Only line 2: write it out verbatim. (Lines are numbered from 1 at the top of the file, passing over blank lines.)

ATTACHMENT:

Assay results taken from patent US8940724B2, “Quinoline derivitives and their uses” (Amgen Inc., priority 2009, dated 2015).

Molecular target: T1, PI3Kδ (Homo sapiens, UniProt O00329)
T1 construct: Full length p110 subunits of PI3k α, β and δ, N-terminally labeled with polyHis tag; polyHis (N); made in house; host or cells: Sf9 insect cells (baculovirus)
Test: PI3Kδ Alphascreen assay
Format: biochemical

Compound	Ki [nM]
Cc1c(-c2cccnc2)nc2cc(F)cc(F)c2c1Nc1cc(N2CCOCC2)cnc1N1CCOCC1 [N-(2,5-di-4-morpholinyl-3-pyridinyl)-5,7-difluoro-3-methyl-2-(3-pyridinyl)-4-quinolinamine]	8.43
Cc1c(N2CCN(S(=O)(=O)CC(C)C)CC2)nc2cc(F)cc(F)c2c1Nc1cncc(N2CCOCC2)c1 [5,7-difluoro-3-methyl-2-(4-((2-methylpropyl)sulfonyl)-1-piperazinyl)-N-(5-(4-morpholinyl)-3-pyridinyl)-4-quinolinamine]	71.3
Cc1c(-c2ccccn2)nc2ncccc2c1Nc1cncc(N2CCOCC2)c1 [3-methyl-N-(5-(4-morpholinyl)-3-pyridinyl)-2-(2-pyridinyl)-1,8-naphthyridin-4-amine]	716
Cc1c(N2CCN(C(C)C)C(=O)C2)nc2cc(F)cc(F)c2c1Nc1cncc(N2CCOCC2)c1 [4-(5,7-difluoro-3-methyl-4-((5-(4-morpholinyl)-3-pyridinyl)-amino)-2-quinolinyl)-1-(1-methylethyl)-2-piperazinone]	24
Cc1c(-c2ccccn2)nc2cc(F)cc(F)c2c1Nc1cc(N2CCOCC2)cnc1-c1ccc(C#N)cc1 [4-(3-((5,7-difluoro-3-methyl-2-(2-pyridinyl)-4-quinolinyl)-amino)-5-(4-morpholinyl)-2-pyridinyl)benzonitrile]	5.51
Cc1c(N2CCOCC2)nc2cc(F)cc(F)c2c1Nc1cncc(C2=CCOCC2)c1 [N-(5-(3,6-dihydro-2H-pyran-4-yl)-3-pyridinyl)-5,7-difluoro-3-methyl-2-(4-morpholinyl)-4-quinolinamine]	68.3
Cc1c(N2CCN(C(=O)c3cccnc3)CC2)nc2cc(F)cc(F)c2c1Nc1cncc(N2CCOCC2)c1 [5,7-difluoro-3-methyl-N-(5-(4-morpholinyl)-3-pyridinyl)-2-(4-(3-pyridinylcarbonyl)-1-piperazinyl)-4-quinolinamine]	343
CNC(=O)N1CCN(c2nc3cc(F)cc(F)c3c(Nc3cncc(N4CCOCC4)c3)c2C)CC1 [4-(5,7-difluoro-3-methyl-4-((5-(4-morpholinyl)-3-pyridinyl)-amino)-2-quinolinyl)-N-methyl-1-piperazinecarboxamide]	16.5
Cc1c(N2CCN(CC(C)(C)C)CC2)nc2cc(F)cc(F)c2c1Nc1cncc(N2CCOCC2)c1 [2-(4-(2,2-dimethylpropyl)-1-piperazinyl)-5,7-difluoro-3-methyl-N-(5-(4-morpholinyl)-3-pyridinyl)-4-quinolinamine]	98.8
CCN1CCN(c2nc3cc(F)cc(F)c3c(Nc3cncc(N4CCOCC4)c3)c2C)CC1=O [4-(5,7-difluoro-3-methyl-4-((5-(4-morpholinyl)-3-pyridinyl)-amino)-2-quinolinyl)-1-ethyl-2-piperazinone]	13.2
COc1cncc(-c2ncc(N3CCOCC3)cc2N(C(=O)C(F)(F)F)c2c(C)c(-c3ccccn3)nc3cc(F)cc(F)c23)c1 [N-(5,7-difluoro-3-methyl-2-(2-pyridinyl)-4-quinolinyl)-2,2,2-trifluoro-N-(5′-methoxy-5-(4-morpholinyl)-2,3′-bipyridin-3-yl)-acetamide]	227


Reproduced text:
Molecular target: T1, PI3Kδ (Homo sapiens, UniProt O00329)